We described the case of a non-HIV immunocompromised patient in whom cerebral toxoplasmosis was diagnosed and treated specifically 18 years after she had undergone a kidney transplantation.

Neurological complications due to toxoplasmosis are rare in solid organ recipients, and even more so in kidney transplantation patients. The literature describes 35 cases.4,5,7,8

Infection with T. gondii in solid organ transplantation patients results in high mortality rates. In a report of 6 cases of toxoplasmosis following kidney transplantation, the mortality rate amounted to 65.5%, whereas neurological complications were less frequent.5 Symptom onset after transplantation ranges from the first to the fourth month, but there is also late variants which are exceptionally rare.6,7 Our patient showed her first neurological symptoms 18 years after the transplantation, and no changes had been made to her immunosuppressant treatment; therefore, late presentation of CTx may be possible in these patients.

Diagnosing toxoplasmosis in non-HIV immunocompromised patients might be difficult; in fact, 30% of these diagnoses are established by autopsy.7 In an immunocompromised kidney transplant recipient with brain lesions, the main aetiological options to be assessed are infection and neoplasm. The microbes to be considered are Aspergillus, Nocardia, Cryptococcus, Listeria, Tuberculosis, and Toxoplasma. Primary cerebral lymphoma (PCL) is the most frequent of the neoplastic aetiologies.9 It is often difficult to distinguish between one entity or the other using only radiological findings, and even more challenging in immunocompromised patients who may display PCL as multiple lesions.7,9 Certain radiological characteristics may help us differentiate them10; however, biopsies are generally necessary to determine the aetiology of the lesions histologically. In our case, the first histological study suggested PCL, and it was not until the second study that the trophozoites were detected.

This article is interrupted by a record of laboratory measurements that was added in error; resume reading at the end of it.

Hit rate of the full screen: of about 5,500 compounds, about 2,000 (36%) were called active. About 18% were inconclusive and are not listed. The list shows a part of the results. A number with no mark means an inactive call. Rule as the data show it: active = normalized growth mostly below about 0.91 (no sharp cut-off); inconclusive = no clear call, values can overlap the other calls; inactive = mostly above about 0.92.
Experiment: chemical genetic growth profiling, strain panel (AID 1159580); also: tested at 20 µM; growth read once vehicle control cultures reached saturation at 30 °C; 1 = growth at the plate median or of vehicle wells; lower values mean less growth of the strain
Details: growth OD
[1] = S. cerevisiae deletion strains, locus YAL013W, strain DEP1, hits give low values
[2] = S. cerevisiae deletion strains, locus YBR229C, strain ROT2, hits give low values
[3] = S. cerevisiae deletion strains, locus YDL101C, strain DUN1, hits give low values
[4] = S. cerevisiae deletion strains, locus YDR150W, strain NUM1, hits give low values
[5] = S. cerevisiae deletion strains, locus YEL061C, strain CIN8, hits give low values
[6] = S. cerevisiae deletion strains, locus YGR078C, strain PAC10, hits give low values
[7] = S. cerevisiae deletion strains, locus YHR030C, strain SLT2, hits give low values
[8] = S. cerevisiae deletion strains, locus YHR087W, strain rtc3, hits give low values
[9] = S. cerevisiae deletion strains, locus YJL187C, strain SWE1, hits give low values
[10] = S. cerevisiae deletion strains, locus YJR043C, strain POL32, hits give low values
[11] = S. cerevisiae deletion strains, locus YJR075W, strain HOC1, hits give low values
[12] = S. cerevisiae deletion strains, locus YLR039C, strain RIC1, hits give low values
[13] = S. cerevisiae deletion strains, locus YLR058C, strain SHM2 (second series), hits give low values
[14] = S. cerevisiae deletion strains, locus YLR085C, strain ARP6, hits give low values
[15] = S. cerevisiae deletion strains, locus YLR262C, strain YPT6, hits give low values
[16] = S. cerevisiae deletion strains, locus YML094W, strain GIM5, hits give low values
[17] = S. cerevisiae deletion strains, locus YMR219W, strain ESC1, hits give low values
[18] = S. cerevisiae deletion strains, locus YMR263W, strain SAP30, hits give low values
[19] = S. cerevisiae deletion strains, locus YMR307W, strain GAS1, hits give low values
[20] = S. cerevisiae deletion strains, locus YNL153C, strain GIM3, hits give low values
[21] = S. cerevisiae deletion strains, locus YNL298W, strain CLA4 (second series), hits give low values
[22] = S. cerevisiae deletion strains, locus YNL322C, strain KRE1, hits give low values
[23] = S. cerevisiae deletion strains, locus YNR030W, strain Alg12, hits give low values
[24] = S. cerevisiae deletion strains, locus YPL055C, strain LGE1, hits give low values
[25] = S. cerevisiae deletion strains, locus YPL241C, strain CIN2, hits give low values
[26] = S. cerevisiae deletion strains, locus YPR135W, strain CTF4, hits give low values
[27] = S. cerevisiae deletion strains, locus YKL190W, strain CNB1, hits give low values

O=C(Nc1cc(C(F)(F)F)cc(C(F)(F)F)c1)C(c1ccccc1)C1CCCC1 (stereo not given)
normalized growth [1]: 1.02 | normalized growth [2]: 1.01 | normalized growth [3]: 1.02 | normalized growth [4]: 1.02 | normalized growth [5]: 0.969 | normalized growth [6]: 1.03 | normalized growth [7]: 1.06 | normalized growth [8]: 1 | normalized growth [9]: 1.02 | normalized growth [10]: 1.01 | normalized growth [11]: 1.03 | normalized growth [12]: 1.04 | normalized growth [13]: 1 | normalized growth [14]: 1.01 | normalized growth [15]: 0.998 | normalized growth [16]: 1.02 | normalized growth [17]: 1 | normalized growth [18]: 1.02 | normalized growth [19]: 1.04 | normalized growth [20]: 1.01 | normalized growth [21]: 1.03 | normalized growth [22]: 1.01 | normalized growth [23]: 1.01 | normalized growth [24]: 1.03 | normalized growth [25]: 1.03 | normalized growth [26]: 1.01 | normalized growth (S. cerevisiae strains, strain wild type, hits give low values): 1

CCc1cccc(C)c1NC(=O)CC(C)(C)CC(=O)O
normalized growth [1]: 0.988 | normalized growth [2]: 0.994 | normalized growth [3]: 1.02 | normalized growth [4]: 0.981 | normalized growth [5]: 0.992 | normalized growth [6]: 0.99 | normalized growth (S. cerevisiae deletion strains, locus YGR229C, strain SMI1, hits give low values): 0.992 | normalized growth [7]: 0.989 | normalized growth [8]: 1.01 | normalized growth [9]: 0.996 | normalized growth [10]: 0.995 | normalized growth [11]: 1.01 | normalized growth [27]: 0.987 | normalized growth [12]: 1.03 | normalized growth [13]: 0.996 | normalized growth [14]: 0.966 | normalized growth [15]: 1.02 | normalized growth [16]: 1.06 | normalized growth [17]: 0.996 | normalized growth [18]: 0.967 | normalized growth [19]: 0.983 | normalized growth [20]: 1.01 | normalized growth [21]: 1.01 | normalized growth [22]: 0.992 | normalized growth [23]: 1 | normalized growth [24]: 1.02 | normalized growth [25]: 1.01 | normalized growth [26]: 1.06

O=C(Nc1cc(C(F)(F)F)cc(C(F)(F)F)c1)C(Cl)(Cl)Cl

Positive PET findings are thought to suggest a neoplastic aetiology; however, there are no conclusive studies on the effectiveness of this technique in patients with CTx.11 A previous case of positive PET findings in a patient with CTx has also been described,12 but the usefulness of this test for distinguishing between PCL and CTx is questionable.

No empirical treatments for toxoplasmosis were started, as would be done with HIV patients, since toxoplasmosis was not initially considered due to the time elapsed (more than 15 years since transplantation).

Conclusion

Firstly, we must underscore that CTx may manifest late in patients with kidney transplants; and secondly, this entity must be included in the differential diagnosis of brain lesions in transplant patients, although the main diagnostic alternative is PCL. Thirdly and fundamentally, an accurate study of the anatomical pathology findings is necessary since the prognosis can change drastically and become favourable.

Funding

The authors have received no funding for this study.

References
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Toxoplasmosis in individuals with AIDS.
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Toxoplasmosis of the central nervous system.
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Risk factors, clinical features, and outcomes of toxoplasmosis in solid-organ transplant recipients: a matched case–control study.
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Springer-Verlag Berlin Heidelberg/Burdenko Neurosurgical Institute, (2009), pp. 988-1003
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Cerebral toxoplasmosis in a patient with AIDS on F-18 FDG PET/CT.
Nucl Med Mol Imaging, 44 (2010), pp. 75-77

Please cite this article as: Morollón N, Rodríguez F, Duarte J, Sánchez R, Camacho FI, Campo E. Lesiones cerebrales en trasplante renal de larga evolución, ¿linfoma cerebral primario vs. toxoplasmosis cerebral?. Neurología. 2017;32:268–270.

This study was presented in poster format at the 66th Annual Meeting of the Spanish Society of Neurology.

Copyright © 2015. Sociedad Española de Neurología